Some analysts have predicted that by 2020, there will be 20 billion Internet of Things (IoT) connected devices worldwide, which could grow to over 80 billion by 2025. Sales of IoT devices were $80 billion in 2017, and are predicted to grow to $1.4 trillion by 2021. With the exponential growth of IoT devices, experts are concerned about the security of these devices, and companies and consumers are taking note.

A new report from DigiCert, called State of IoT Security, found that 82 percent of the 700 companies surveyed said that security was their primary concern when implementing IoT into the company system, and 78 percent cited privacy as a top concern. 83 percent of those surveyed said IoT was already important to their business while 92 percent said it will be important to their business by 2020. 2020 is only 13 months away. The report concluded that although security and privacy is a top concern today, and 2020 is looming, companies are struggling with the security of the IoT devices being introduced into the business.

According to DigiCert, organizations spend money due to either pain or opportunity. Some organizations are prioritizing IoT security “because they see and understand the risks of not doing it,” and others “have made the decision to not prioritize security or privacy.” Those organizations that have not experienced a data breach, ransomware or malware are more reluctant to spend money on security. Those that have suffered these consequences are prioritizing security and getting executive support to build a robust security program, which is key to developing a robust IoT security program. Those prioritizing security are the 25 percent of the companies that lost approximately $34 million in the past two years from security related issues, including financial damages, lost productivity, declining valuation, and loss of reputation.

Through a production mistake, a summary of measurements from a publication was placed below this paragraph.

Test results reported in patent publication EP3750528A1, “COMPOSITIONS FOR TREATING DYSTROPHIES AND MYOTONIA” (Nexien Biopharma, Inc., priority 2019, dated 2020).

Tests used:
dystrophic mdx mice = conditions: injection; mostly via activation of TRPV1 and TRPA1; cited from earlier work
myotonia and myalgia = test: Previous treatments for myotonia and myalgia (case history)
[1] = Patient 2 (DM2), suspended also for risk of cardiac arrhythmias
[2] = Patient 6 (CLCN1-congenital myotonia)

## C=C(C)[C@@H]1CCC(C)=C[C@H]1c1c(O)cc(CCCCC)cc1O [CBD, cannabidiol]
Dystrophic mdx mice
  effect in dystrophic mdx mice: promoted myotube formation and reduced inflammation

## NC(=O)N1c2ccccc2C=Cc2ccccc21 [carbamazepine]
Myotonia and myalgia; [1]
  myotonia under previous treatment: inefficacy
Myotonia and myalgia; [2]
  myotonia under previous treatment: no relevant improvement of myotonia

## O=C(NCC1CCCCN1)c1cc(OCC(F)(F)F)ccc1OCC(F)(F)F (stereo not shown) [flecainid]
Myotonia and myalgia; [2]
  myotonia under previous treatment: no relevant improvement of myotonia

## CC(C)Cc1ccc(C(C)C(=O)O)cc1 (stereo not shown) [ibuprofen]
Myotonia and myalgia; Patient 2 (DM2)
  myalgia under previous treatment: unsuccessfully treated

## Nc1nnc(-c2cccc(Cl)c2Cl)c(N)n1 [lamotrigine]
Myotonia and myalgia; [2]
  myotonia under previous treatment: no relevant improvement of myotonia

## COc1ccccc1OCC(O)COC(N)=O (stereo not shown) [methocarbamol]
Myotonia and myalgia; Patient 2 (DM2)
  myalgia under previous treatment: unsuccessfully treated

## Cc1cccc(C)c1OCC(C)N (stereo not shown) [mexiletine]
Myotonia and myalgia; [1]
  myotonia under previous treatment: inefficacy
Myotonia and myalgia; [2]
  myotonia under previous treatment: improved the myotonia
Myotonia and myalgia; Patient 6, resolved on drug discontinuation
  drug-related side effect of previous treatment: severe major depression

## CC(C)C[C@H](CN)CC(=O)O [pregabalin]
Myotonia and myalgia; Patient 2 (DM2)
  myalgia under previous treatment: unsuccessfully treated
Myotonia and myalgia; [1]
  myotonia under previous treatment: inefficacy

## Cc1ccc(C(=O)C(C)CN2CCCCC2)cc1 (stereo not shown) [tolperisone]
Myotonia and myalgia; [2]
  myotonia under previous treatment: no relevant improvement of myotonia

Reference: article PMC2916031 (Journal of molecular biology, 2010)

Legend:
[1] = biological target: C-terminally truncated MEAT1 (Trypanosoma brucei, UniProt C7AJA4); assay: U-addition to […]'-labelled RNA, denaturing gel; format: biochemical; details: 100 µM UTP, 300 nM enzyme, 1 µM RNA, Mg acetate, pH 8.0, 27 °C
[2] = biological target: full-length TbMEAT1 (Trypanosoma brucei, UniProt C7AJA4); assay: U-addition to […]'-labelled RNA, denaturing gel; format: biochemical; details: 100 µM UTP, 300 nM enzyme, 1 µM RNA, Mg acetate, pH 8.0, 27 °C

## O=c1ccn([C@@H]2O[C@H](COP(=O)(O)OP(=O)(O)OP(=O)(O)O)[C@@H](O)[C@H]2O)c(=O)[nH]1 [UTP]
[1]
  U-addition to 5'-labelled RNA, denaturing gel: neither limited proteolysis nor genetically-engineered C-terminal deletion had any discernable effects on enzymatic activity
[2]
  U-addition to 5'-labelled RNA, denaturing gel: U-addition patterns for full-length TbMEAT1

DigiCert lists steps companies can take when developing an IoT security program, including security software-based encryption key storage, encrypting sensitive data at rest and in transit, scaling security measures and securing over-the-air updates.